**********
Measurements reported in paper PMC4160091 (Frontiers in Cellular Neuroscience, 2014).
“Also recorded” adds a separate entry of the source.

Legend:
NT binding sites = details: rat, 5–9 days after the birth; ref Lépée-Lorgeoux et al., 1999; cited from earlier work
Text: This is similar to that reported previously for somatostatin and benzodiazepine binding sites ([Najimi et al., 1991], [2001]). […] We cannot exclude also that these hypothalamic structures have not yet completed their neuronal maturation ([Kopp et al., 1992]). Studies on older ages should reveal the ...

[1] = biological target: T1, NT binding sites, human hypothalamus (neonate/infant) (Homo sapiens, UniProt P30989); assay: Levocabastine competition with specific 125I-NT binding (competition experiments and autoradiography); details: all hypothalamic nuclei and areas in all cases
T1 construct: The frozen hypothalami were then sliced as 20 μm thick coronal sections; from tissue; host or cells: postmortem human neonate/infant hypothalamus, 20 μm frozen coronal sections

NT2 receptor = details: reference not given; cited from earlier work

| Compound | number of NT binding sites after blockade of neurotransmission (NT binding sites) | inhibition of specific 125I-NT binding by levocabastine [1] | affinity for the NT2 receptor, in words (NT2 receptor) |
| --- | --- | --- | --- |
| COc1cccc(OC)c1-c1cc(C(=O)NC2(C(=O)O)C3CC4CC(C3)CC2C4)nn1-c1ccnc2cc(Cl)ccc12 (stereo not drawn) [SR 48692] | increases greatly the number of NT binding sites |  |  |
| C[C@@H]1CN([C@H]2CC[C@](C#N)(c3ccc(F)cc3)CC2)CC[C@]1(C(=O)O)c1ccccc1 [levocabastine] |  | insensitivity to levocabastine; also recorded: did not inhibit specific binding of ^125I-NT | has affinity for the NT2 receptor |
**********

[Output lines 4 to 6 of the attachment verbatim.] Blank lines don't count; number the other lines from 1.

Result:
NT binding sites = details: rat, 5–9 days after the birth; ref Lépée-Lorgeoux et al., 1999; cited from earlier work
Text: This is similar to that reported previously for somatostatin and benzodiazepine binding sites ([Najimi et al., 1991], [2001]). […] We cannot exclude also that these hypothalamic structures have not yet completed their neuronal maturation ([Kopp et al., 1992]). Studies on older ages should reveal the ...

[1] = biological target: T1, NT binding sites, human hypothalamus (neonate/infant) (Homo sapiens, UniProt P30989); assay: Levocabastine competition with specific 125I-NT binding (competition experiments and autoradiography); details: all hypothalamic nuclei and areas in all cases